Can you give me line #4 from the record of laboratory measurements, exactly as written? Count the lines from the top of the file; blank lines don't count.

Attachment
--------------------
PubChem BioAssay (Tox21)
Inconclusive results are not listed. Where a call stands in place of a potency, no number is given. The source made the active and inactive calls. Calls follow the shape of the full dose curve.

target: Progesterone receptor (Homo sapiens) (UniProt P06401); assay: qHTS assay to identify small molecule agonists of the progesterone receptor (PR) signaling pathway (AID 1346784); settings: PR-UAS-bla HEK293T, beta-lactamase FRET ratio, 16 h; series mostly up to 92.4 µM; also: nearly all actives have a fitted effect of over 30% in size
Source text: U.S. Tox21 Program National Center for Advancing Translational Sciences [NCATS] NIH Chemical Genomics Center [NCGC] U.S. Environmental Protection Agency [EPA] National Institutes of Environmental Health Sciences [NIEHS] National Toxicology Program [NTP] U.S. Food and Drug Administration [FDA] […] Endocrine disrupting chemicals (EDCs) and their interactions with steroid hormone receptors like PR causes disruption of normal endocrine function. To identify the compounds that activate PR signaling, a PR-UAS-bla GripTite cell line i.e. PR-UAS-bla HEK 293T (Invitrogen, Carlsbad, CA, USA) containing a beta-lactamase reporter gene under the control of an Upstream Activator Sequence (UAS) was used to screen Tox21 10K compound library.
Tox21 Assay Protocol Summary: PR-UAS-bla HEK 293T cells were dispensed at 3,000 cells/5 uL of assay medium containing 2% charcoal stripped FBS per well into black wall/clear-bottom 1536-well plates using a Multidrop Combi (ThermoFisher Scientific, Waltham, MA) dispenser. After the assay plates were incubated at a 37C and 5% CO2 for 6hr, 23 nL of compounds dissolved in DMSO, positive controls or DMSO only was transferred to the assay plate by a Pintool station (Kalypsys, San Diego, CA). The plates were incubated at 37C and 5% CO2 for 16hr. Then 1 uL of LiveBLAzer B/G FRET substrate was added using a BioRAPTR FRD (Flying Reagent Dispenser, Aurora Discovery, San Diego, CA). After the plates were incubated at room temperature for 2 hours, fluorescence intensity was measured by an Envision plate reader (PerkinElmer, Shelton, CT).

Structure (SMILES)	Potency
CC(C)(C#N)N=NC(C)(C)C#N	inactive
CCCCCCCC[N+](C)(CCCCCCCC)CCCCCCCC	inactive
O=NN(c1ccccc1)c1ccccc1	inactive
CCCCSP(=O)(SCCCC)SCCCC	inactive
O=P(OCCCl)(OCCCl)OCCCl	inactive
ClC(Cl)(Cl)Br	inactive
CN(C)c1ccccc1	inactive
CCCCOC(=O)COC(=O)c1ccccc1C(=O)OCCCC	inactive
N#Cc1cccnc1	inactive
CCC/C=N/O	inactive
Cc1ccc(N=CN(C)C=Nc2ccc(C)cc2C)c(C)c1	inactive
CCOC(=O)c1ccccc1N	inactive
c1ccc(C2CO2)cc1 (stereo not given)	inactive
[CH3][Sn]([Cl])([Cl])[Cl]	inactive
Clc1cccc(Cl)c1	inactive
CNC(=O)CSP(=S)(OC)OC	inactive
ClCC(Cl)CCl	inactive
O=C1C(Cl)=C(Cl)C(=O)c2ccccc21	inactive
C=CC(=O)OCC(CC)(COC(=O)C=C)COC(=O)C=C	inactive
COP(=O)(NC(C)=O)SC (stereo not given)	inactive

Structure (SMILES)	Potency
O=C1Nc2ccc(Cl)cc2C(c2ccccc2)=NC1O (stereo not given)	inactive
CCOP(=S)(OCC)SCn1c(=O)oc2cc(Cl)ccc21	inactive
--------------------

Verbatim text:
Source text: U.S. Tox21 Program National Center for Advancing Translational Sciences [NCATS] NIH Chemical Genomics Center [NCGC] U.S. Environmental Protection Agency [EPA] National Institutes of Environmental Health Sciences [NIEHS] National Toxicology Program [NTP] U.S. Food and Drug Administration [FDA] […] Endocrine disrupting chemicals (EDCs) and their interactions with steroid hormone receptors like PR causes disruption of normal endocrine function. To identify the compounds that activate PR signaling, a PR-UAS-bla GripTite cell line i.e. PR-UAS-bla HEK 293T (Invitrogen, Carlsbad, CA, USA) containing a beta-lactamase reporter gene under the control of an Upstream Activator Sequence (UAS) was used to screen Tox21 10K compound library.